Instead of seeming like a very serious enterprise between tough hardened criminals, the opening arms deal of “Roman Holiday” comes off as comically casual. The seller is a foreign huckster, and the buyers are a trio of general nitwits, although both sides do their best to pretend to be cool and unassuming. The ensuing heist made with these weapons goes on about as clumsily, as do all the following scenes until the main characters finally arrive at “Roman Holiday”, a nightclub. Or is it more a state of mind?
…Nah, I’m sticking with nightclub. “Roman Holiday” is that all too odd movie – the one that feels like it’s just on the verge of being a parody, yet can’t quite manage to get all the way there. It’s a comedy with too many characters vying to be the straight man. While this is an improvement over being a comedy where everyone tries too hard to be a clown, that improvement is at best marginal.
This is especially true considering the weak attempts being made at drama. See, the lead hijackerIn-han (played by Im Chang-jeong) wants to steal money for his family. Um, OK? The characterization is basically sympathetic, yet not impressively so, given his overall threatening and thuggish demeanor. It just doesn’t go far enough.What’s more, In-han’s two idiot sidekicks have even less characterization than that. Which is unfortunate, since they’re the oneswho constantly create crises by not knowing when to put the guns down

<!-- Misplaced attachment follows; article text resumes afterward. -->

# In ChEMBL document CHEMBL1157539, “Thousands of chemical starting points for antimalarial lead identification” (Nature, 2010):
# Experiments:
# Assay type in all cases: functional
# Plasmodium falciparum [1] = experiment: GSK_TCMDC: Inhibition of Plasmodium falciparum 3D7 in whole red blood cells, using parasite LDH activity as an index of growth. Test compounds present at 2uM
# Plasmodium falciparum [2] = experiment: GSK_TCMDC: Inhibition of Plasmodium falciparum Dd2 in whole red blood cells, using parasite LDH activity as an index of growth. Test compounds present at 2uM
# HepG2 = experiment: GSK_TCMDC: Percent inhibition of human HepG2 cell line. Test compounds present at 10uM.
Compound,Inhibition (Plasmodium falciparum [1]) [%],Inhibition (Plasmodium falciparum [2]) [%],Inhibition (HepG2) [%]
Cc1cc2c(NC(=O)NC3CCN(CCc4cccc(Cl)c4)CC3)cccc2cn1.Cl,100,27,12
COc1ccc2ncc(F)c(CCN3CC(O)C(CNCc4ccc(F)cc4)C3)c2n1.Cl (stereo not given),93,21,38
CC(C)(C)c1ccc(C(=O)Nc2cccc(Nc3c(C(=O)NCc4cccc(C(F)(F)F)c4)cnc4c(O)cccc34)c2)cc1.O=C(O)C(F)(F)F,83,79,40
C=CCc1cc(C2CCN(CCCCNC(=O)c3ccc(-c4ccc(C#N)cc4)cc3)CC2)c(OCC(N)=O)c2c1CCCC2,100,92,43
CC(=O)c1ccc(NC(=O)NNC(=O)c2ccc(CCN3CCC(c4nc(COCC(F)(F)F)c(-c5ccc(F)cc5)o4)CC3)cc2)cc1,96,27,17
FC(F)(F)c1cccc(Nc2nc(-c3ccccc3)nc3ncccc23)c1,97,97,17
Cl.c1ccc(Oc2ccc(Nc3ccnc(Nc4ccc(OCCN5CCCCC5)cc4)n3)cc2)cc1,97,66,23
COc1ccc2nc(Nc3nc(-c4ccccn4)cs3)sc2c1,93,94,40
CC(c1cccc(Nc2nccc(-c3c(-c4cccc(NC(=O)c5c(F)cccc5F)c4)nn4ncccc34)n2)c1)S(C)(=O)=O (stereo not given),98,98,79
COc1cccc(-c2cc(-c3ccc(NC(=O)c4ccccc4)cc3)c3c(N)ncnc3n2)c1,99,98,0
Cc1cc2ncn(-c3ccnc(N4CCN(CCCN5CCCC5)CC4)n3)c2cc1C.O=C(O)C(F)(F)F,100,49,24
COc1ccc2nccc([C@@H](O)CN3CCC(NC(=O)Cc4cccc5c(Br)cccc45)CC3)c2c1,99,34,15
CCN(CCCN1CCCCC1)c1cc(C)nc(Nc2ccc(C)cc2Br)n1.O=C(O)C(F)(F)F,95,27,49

Yet other characters, fromPolice Chief Ahn (played by Kang Shin-il) to even the hostages themselves come to likeIn-han’s crewbecause he is…sort of nice? Eventually, in between all the threats? I mean look I’m the kind of guy who thinks the term Stockholm Syndrome is thrown about a little too often, and even I thought the madding crowd was a little too much. At one point a person is forced back into the hostage situation by popular appeal of all things.
Because what is this movie anyway, apologism for hostage takers? I write that sentence in jest but honestly, I’m hard-pressed to think of any other reason why “Roman Holiday” even exists. The main highlights, by far, are when the colorful cast of characters are forced to butt heads against one another, sometimes literally, yet these scenes are only momentary reprieves from the main plot. Which is generally about how the three criminal leads act indistuinguishably from straightly played more evilhostage taker film villains- the charm is entirely in their incompetence.
The situational comedy in “Roman Holiday” is pretty good when it takes all these factors into account. I liked the gong show sequence whereinIn-han attempts to decide on a one by one basis which hostages deserve priority release. But the more explicitly sympathetic “Roman Holiday” is with the leads, the less funny it becomes, such that by the finale the movie has descended into irrevocable mediocrity and random setpiece scenes with minimal relation to what little there is of a main story. I can’t particularly recommend it.
Review by William Schwartz
“Roman Holiday” is directed by Lee Deok-hee-I and features Im Chang-jeong, Gong Hyung-jinJung Sang-hoon, Jung Sang-hoon and Kang Shin-il.
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